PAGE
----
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U.S. And NATO Accelerate Military Build-Up In Black Sea Region

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U.S. And NATO Accelerate Military Build-Up In Black Sea Region
Rick Rozoff

In the post-Cold War era and especially since 2001 the Pentagon has been steadily shifting emphasis, and moving troops and equipment, from bases in Germany and Italy to Eastern Europe in its drive to the east and the south.

That process was preceded and augmented by the absorption of former Eastern Bloc nations into the North Atlantic Treaty Organization beginning in 1999. In one of the first nations in that category, Poland, the initial contingent of what will be over 100 U.S. troops arrived in the town of Morag this week, as near as 35 miles from Russian territory, as part of a Status of Forces Agreement between Washington and the host country ratified this February.

Also in February, the governments of the Black Sea nations of Romania and Bulgaria confirmed plans for the U.S. to deploy a land-based version of Standard Missile-3 anti-ballistic interceptors on their territory.

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The U.S. Sixth Fleet, headquartered in Italy, has deployed warships to the Black Sea with an increased frequency over the past few years, visiting and conducting joint drills with the navies of Bulgaria, Romania and Georgia.

Last autumn it was revealed that the Pentagon planned to spend $110 million dollars to upgrade and modernize a base in Bulgaria and another in Romania, two of seven such newly-acquired installations in the two nations.

The air, naval and infantry bases in Bulgaria and Romania have been employed for the wars in Afghanistan and Iraq and, although not publicly acknowledged, doubtlessly for arming Georgia before, during and since its five-day war with Russia in August of 2008.

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The Pentagon's Joint Task Force-East has all but officially been assigned to the Mihail Kogalniceanu Airfield in Romania and also makes regular use of the Romanian Army's Babadag Training Area and the Novo Selo Training Range in Bulgaria, the latter near the strategic Bezmer Air Base and the Black Sea port city of Burgas (Bourgas).

Last year Joint Task Force-East conducted a series of military trainings with Bulgarian and Romanian counterparts from August 7 to October 24. The immediate purpose of the combat drills was for "downrange" operations in Afghanistan, but the lengthy and extensive nature of the maneuvers demonstrated the longer-term and longer-range intents of the U.S. and its NATO allies. The latter also have free use of the Bulgarian and Romanian military bases.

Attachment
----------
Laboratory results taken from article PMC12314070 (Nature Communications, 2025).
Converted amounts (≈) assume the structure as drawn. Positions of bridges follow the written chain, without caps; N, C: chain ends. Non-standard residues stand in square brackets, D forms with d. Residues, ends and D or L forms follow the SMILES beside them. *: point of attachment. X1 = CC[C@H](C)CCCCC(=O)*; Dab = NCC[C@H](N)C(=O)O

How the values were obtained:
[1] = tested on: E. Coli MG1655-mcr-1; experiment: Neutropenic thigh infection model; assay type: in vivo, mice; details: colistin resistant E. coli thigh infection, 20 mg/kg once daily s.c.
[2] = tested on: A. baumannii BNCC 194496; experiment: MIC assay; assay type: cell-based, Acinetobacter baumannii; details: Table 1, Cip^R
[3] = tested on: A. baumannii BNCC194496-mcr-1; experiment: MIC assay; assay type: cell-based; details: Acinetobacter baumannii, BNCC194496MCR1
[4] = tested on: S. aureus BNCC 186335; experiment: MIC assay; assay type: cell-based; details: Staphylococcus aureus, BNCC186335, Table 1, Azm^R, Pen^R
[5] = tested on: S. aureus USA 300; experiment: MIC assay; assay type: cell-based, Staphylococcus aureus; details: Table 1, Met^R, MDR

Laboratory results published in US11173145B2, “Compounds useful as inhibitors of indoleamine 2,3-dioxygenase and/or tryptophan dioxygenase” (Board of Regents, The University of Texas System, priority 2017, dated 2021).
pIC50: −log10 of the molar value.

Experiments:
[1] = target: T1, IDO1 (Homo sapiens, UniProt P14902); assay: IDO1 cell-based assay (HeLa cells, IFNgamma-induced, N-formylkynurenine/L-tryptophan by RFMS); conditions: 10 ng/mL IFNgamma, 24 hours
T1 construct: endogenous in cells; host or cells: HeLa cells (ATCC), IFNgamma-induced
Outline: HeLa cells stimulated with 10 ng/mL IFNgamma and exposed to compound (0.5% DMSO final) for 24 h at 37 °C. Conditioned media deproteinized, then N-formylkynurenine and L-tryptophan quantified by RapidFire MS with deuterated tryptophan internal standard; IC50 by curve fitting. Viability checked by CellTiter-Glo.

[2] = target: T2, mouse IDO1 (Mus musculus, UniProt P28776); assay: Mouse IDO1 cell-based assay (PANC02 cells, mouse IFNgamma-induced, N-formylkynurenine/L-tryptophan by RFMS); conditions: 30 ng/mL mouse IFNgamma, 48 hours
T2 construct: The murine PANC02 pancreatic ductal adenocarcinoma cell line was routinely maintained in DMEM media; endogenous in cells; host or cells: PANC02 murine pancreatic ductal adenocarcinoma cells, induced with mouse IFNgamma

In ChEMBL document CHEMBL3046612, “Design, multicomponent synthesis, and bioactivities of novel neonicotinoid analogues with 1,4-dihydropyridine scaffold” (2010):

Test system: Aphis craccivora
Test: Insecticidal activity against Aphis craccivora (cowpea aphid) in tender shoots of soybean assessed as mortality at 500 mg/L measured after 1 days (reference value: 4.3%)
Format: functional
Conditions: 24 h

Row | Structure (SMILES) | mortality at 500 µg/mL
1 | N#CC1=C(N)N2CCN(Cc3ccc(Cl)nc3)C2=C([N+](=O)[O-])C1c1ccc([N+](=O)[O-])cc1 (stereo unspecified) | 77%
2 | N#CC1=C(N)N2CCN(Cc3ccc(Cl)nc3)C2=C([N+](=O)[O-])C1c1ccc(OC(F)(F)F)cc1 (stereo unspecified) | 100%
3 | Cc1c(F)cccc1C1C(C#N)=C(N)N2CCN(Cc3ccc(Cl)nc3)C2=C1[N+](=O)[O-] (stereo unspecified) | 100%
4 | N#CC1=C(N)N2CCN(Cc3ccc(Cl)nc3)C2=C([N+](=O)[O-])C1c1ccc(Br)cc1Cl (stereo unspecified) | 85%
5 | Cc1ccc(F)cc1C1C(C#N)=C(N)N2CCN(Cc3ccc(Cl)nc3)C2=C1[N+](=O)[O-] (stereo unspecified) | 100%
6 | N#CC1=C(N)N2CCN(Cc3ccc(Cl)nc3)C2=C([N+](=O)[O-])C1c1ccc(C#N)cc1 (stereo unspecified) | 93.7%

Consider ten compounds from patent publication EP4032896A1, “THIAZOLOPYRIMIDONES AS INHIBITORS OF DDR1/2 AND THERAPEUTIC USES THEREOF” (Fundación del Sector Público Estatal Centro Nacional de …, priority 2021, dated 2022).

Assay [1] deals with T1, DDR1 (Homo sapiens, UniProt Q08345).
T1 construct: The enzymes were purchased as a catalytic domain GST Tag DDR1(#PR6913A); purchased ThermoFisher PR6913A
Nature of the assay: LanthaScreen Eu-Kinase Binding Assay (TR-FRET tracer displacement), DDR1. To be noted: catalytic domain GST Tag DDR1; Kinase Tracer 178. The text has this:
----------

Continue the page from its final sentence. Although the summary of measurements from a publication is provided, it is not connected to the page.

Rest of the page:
Two squadrons from the 2nd Stryker Cavalry Regiment were among the 2,000 American troops who participated in last year's war games in the two nations.

American Admiral James Stavridis, commander of U.S. European Command and NATO's Supreme Allied Commander Europe, visited Romania on April 27 and 28, meeting with the country's president and defense minister. The main topics of discussion were NATO's new Strategic Concept and its war in Afghanistan, but the issue of stationing U.S. interceptor missiles was surely touched upon as well.

NATO Secretary General Anders Fogh Rasmussen was in Romania on May 6 and 7 to meet with the president, defense minister, foreign minister and top military commander. The U.S.-NATO missile shield project and the war in Afghanistan were major subjects on the agenda.

Five days after Rasmussen left the capital the Romanian Foreign Ministry announced that "A round of technical US-Romanian talks on Romania's inclusion in the Phased Adaptive Approach of the European missile defense system took place in Bucharest" a day earlier, May 11. [1]

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The NATO chief arrived in neighboring Bulgaria on May 20 for similar discussions. The local press announced in advance that "The construction of a common missile defense system and Bulgaria's accession into it, along with reforms in the Bulgarian army and NATO's new strategic concept these will be some of the issues that NATO Secretary General Anders Fogh Rasmussen is going to discuss with his Bulgarian partners during his two-day visit to Sofia beginning on Thursday, May 20." [2]

In fact, while in the Bulgarian capital Rasmussen met with the nation's prime minister, president and defense minister and, according to a Bulgarian news source, the top issue discussed was "the planned installation of an anti-missile defence system in the region, as Brussels plans to deploy anti-missile units in Bulgaria and negotiations are set to be launched following the Portugal Nato summit" in November. [3]

Rasmussen reiterated the demand that all Balkans nations be incorporated into NATO, which would dictate the inclusion of Bosnia, Serbia, Macedonia, Montenegro and Kosovo. (As NATO recognizes the last-named as an independent state.)

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Rick Rozoff has been involved in anti-war and anti-interventionist work in various capacities for forty years. He lives in Chicago, Illinois. Is the manager of the Stop NATO international email list at: http://groups.yahoo.com/group/stopnato/

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